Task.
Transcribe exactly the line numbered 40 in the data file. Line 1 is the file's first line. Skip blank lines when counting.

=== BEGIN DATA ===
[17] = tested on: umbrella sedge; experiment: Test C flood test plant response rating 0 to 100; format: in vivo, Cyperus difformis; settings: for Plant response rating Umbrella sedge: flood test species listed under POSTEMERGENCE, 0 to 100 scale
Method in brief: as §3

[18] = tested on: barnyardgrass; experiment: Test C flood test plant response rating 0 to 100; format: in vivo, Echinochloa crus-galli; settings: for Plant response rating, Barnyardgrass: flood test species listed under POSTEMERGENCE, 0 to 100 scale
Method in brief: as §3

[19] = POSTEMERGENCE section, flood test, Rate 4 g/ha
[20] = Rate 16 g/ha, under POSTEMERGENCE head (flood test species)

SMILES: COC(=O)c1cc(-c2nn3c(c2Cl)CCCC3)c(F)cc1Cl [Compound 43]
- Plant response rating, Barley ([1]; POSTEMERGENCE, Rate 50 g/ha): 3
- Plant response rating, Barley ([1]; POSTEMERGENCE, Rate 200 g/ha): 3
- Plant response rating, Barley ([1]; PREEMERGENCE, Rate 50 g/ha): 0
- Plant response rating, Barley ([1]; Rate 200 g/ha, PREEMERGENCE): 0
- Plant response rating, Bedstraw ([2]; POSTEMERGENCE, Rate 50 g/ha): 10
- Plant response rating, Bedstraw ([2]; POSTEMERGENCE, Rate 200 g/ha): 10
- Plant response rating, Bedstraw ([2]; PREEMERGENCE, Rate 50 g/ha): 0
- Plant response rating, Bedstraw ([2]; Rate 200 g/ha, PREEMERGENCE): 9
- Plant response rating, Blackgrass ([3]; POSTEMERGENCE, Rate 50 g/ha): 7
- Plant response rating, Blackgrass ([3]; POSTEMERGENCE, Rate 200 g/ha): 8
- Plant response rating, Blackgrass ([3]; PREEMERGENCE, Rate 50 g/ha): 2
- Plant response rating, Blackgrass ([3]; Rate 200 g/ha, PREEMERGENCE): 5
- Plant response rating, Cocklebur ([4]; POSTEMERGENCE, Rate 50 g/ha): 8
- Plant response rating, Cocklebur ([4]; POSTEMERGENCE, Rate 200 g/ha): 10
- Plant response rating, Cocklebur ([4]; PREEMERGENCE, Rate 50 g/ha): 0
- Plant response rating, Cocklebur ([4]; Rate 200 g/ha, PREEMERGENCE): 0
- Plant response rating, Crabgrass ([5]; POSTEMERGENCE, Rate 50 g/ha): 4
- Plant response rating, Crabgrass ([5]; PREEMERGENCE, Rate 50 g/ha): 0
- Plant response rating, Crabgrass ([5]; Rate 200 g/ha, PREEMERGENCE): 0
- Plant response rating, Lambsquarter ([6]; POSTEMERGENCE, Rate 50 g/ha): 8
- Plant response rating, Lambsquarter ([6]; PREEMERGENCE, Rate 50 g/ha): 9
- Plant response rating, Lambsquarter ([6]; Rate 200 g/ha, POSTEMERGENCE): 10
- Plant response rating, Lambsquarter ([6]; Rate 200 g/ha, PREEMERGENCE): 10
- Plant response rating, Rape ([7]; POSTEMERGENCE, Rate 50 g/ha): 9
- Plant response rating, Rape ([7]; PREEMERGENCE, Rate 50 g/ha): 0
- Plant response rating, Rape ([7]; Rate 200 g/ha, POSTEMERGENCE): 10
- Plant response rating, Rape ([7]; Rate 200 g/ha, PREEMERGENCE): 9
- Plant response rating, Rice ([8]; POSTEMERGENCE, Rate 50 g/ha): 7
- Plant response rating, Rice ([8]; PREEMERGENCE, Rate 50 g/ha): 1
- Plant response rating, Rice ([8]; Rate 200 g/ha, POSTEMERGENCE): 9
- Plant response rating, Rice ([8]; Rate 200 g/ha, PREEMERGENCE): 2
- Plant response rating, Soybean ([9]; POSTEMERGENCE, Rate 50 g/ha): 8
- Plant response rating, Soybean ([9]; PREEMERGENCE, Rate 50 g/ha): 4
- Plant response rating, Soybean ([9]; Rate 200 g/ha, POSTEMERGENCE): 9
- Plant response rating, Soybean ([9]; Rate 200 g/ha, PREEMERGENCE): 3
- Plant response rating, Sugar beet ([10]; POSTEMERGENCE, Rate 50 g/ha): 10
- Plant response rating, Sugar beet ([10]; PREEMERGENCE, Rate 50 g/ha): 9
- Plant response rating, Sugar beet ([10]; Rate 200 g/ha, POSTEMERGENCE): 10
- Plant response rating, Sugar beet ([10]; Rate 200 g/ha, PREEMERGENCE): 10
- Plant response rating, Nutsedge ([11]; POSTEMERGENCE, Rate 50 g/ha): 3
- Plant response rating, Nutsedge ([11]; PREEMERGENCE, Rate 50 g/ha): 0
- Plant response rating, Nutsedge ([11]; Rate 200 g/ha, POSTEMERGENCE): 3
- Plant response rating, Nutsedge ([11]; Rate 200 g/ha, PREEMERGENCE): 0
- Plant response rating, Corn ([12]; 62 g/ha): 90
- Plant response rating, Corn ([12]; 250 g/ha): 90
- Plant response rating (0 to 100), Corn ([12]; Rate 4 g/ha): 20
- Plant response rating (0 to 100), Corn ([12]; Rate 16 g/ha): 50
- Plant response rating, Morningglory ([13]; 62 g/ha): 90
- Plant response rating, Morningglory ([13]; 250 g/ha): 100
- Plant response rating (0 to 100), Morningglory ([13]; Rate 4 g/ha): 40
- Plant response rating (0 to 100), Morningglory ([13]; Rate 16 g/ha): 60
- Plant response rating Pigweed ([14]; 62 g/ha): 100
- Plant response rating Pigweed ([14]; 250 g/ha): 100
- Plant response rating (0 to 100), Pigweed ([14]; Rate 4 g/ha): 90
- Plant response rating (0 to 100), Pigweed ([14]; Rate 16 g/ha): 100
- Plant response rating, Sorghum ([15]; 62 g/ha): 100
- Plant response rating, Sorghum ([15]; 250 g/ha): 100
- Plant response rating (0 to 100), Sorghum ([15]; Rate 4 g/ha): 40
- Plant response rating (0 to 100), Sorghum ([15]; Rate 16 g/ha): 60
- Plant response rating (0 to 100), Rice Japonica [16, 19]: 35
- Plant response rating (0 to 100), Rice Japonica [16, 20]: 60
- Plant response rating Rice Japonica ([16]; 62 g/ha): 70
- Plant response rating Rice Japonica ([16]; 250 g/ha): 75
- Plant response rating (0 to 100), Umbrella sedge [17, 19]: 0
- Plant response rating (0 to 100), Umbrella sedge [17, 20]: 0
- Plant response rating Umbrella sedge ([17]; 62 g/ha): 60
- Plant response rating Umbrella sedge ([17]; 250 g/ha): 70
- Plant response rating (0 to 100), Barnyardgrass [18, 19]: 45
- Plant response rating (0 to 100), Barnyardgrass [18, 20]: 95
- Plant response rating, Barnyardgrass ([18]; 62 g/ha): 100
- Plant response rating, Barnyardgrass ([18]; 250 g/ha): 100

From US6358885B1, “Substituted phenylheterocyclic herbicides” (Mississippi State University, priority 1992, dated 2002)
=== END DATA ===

- Plant response rating, Soybean ([9]; PREEMERGENCE, Rate 50 g/ha): 4